Means confession did not settle down this activity. The small monitor room continued to be haunted for 50 years after his death.

It wasn’t until the late 1970s after the new owners of the tavern renovated the upstairs that this troubled ghost finally settled down.

Wednesday, August 10, 2016

Ohio’s Engine House No. 16

Engine No. 16
This fire station located on North Fourth Street first opened in 1908 in downtown Columbus, Ohio. At first, a horse-drawn wagon was used then later a more modern fire engine.

While in use, Engine No. 16 was a favorite gathering place for all the area firemen. It was used for 70 plus years. When it closed in 1981, its rich past made it an ideal place for a museum about Columbus’ firefighting history.

Today the Central Ohio Fire Museum is a favorite destination for Columbus’ school children. They learn about firefighting and fire safety.

Central Ohio Fire Museum
One item that is not talked about is the firehouses’ resident ghost.

Most of the museum staff believe that a beloved ghost haunts Engine No. 16.

This ghost is Capt. George Dukeman—known more affectionately by his men as Captain D. He supervised the firehouse for many years. It is said he loved it so much he rarely went home.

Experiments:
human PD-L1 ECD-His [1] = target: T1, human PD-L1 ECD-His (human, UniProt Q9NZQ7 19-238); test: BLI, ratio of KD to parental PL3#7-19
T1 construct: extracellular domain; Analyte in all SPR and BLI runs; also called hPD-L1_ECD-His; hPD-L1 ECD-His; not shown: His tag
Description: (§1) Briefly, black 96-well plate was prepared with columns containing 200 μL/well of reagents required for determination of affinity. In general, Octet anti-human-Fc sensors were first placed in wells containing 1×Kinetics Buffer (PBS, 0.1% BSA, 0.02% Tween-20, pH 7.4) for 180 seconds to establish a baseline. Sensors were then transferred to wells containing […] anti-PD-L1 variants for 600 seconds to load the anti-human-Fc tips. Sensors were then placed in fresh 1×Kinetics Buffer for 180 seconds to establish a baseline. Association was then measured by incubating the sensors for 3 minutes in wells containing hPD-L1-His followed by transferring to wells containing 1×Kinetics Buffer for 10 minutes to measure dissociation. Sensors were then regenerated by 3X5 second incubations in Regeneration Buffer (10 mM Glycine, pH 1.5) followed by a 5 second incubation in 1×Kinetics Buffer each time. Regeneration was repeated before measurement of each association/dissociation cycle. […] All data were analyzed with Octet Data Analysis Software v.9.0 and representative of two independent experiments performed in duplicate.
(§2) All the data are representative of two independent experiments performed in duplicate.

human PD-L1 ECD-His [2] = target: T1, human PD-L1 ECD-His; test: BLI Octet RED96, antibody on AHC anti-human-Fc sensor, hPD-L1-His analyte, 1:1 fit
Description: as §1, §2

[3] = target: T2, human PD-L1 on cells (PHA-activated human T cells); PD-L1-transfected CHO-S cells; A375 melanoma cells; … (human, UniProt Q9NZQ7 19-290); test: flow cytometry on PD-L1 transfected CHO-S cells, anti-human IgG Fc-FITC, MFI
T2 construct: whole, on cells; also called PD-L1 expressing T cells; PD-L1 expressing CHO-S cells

He was known to make nightly rounds checking on his men and making sure everything was in its proper place in the firehouse.

No one in recent years has seen Captain D’s ghost, but his presence is often felt. It is believed that he often returns to “check on everything.”

Doors open and close on their own—they often close one after another as if someone is walking through the house.

Lights that are left on are found turned off and even stranger if someone forgets to turn on a light within seconds that light turns on without assistance.

It appears a children’s display at the back of the museum is one of Captain D’s favorite spots. This display shows the dangers of fire. Cloth flames spring to life at the touch of a button.

These flames turn on inexplicably several times each day.

Another ghost that haunts the building is a horse. In the area that once housed the stations’ stable, snorting and other strange sounds are often heard.

Engine House No. 16 is on the National Register of Historic Places.

Friday, July 22, 2016

Terrifying Tale: Road Accident

I was driving through the California desert on my way to Arizona when I became bored with the scenery. I decided to take a shortcut.